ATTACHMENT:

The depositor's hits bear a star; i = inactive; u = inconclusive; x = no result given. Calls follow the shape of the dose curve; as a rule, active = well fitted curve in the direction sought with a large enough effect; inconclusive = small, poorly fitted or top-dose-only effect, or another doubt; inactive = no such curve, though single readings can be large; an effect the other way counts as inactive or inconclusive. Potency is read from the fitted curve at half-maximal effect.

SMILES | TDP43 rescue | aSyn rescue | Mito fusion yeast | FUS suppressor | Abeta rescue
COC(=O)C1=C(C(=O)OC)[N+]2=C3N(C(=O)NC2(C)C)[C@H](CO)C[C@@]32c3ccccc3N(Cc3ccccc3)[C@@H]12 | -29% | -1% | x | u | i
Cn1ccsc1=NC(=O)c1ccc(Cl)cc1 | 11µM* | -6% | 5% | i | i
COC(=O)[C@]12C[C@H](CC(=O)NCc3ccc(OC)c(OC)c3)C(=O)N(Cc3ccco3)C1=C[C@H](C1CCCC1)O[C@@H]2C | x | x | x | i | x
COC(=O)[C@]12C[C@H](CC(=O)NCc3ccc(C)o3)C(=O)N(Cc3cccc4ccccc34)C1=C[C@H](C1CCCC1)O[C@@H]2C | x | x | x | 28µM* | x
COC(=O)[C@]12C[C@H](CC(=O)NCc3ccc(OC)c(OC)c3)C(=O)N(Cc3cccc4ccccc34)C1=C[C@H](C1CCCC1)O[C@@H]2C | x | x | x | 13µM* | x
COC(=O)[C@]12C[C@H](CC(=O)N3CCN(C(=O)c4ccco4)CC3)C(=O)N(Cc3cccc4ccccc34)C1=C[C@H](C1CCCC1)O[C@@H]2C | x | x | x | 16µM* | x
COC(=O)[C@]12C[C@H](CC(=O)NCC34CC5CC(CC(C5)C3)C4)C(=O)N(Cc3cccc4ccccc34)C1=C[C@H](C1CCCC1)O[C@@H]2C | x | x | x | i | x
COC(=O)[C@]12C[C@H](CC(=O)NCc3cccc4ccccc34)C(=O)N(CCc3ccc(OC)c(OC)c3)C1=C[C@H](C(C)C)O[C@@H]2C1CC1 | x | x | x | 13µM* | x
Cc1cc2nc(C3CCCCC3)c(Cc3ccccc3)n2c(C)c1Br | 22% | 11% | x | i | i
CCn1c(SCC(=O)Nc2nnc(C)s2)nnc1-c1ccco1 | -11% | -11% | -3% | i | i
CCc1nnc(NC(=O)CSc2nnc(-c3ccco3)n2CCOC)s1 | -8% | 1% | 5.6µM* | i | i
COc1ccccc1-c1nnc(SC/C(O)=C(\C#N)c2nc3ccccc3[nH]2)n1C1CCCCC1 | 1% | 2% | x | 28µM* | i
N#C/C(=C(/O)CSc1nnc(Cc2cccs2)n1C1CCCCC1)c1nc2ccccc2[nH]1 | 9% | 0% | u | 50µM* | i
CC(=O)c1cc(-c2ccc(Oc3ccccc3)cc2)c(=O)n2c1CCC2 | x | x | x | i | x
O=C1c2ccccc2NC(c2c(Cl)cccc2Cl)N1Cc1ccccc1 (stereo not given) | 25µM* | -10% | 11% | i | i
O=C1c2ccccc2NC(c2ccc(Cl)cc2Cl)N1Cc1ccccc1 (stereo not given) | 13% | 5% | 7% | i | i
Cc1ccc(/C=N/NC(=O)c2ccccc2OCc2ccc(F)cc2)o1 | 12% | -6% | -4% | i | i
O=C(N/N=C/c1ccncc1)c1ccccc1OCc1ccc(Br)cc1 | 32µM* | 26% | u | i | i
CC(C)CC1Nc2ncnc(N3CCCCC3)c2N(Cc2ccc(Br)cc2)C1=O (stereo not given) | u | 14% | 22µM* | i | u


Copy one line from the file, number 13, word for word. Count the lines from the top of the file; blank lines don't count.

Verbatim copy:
CCc1nnc(NC(=O)CSc2nnc(-c3ccco3)n2CCOC)s1 | -8% | 1% | 5.6µM* | i | i